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What a Red Likes

Red Thomas Posted:
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When it comes to something like video games, movies, or books, there’s no such thing as the best.  Preference is subjective and will always depend on the individual, but that doesn’t mean there’s no point in reviews.  Even if you hold an opinion that differs from the reviewer, that difference can actually tell you a lot about whether you’ll like a game or not.

I’m going to walk you through some of what I tend to look for in my games.  With PAX South coming up, this’ll help give you some added context to the games that catch my eye.   What I write about, and sometimes what I don’t write about, can give you a good idea of whether you might like a game or not.

Grand Strategy

My preferred games are often ones I don’t even write about.  Games like Civilizations, Stellaris, Total War, and other strategy games are always installed on my personal PC and laptop.  I like a lot of the grand strategy games like Hearts of Iron and Europa Universalis as well, but don’t play them as often because of my limited time.  Frankly, I rarely finish a game in the others due to work often taking me away for significant periods of time, and usually just start a new game each time I get a break.

I’m a strategy guy, so I like games that give me some form of long-term goal that I can work towards.  Because of my time constraints, I also like to also have a lot of benchmarks along the way to target as mini-goals.  The sort of thing that I can get done in a play-session or two keeps the game interesting and gives a sense of progression that just working on the larger goals usually do not.

Crowfall will have an element of grand strategy along with economics and industrial roles. It could be my ultimate game by the time it’s released.

If you look past my enjoyment of strategic gameplay, there’s something here that I think should get the attention of most adult gamers, which is the desire for periodic micro-objectives.  For those of us who work (some of us probably way too much), having those smaller and more achievable objectives really can make a game much more enjoyable.  It’s sad in a way because I can’t enjoy a lot of the same games that I loved when I was younger, but it’s also opened up new games and types of gameplay to me that I might have missed otherwise.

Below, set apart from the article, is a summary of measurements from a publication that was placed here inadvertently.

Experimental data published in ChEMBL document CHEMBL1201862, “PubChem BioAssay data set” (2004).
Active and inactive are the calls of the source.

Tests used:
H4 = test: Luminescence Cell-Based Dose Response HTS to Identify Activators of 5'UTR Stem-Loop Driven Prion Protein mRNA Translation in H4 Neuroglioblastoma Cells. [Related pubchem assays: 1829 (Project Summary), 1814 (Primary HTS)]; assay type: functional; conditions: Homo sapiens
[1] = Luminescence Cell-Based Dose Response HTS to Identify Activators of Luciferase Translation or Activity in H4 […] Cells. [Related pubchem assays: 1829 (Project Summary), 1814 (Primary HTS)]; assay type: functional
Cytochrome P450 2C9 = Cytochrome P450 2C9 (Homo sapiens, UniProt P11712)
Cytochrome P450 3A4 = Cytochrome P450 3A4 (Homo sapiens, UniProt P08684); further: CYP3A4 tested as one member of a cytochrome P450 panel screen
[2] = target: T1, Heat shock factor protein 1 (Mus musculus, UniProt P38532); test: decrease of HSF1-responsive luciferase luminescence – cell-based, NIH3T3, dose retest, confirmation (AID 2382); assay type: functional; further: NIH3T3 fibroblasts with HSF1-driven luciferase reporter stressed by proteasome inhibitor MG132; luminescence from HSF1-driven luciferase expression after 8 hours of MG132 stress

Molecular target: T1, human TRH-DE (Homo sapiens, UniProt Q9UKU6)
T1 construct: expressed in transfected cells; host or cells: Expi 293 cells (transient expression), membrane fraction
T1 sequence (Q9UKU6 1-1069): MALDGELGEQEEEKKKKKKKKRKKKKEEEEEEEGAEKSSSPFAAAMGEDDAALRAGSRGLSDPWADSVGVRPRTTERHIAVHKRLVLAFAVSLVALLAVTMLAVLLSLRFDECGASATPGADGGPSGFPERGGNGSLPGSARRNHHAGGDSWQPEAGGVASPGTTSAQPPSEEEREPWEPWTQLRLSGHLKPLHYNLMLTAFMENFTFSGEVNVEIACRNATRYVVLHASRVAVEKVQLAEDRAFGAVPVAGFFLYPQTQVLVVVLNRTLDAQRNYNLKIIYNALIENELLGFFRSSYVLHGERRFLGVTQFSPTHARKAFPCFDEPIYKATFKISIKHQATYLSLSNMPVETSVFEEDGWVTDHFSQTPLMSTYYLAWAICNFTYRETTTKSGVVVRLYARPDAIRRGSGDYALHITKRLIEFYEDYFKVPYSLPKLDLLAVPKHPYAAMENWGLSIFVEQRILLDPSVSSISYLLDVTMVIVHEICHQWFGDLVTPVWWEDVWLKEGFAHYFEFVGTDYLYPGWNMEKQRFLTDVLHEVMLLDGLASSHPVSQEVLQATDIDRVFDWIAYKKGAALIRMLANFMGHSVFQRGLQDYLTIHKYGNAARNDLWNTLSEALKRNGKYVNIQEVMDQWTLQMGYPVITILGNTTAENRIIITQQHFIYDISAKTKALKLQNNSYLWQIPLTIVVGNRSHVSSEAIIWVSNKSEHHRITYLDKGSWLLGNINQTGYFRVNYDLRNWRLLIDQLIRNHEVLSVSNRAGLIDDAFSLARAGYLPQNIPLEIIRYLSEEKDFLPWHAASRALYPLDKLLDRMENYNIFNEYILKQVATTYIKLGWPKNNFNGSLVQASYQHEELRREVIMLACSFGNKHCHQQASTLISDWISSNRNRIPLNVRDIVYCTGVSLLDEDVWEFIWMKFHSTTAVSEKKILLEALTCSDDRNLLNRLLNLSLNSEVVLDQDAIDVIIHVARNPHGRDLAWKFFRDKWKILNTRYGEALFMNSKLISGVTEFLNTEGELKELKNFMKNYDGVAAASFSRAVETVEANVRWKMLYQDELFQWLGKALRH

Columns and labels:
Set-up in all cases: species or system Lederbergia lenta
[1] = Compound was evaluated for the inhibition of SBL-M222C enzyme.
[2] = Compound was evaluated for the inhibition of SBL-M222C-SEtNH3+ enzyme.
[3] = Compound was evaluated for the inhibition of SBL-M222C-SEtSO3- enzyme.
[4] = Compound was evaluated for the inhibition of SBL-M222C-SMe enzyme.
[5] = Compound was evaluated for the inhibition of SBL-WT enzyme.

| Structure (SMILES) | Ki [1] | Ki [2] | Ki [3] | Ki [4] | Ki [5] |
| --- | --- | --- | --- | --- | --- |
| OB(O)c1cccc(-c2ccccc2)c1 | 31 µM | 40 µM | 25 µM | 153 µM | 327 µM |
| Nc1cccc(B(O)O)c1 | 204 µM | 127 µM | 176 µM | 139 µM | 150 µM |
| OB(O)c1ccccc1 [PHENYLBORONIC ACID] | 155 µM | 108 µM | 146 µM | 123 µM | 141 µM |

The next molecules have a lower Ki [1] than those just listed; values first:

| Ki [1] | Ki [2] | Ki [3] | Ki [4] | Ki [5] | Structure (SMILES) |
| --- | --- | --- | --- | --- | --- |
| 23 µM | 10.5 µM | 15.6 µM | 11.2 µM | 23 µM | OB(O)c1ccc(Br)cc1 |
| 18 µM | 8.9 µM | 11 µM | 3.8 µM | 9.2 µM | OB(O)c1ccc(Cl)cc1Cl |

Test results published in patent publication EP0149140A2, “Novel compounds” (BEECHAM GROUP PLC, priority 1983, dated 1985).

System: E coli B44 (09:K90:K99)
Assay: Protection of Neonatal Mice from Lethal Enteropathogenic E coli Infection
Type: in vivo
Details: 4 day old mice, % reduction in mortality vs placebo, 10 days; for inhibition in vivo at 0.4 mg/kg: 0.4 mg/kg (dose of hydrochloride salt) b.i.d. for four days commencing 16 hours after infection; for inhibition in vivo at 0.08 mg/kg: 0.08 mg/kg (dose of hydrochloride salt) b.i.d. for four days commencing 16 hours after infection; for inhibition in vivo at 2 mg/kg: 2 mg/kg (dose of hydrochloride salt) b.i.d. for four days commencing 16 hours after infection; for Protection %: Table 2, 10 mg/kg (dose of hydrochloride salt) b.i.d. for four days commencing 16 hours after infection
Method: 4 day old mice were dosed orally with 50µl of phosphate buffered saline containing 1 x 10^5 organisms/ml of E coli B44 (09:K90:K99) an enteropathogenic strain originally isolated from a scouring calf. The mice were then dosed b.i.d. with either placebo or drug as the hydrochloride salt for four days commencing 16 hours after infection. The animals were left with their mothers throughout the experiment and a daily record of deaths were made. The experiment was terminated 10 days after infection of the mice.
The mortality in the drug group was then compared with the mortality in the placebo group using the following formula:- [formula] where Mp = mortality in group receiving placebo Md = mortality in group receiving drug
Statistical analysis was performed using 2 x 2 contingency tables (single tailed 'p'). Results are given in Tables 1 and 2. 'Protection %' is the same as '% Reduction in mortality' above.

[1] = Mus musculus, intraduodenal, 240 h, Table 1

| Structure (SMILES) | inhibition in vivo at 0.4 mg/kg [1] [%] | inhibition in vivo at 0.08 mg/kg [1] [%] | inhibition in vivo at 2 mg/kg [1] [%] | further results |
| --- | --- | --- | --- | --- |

The advantage to you readers that have time demands similar to what I experience is that I’m also looking for games that fit that lifestyle.  That’s a feature of games that we both enjoy, so you might watch for that when I write about a new game.


In part, that desire for strategic gameplay combined with the need for more periodic goals screams carebear.  The truth is that I’ve always been a fan of playing the industrial role in games, but it happens to be something that’s gotten even more central to my play-style over the last few years.

Playing an industrial role in games often lets me participate, but also frees me up to take a call or fire off the occasional email.  I’ve also found that setting periodic and appropriately scoped goals is super easy when targeting the economic portions of a lot of games.  More importantly, if I’m playing with nieces and nephews, it lets me support them in getting the maximum enjoyment out of their game time, which is a pretty cool benchmark all its own.

You would think that I’d really like BDO, but it’s just never really clicked for me.

There are a whole lot of games that don’t do this well, but there are a lot that do.  EVE Online is the obvious mention on that front, but I’ve also found that I enjoyed the economic play in a number of other games, too.  I really liked ArcheAge for instance.  Yeah, there were a lot of problems with it and it was monetized in a way I didn’t really care for, but the system of trade routes and how it all worked with crafting in the game was really cool.

You would think that Black Desert Online would be on that list because the industrial portion of that game is fairly complex and lends itself really well to setting smaller and more attainable goals.  I occasionally catch an article or video and get excited to try again, but BDO never really clears the hurdle for me.  It’s probably because I’ve never joined a guild in the game to get that social connection, but whatever the reason, I’ve just never really gotten into it as much as I’d expect I would.

Massively Multiplayer… Antisocial?

I do have one really weird quirk when it comes to games.  I really like games that have other people in them….  I just don’t really like playing with those people.

I know, that sounds really dumb, but it’s something odd that I’ve realized about myself over the years.  I often find that I enjoy being part of a modest sized guild, and even chatting with folks in whatever VoIP platform happens to be in favor at the time.  I enjoy occasionally grouping to go rough up random mobs in communal glee, but sometimes I just don’t.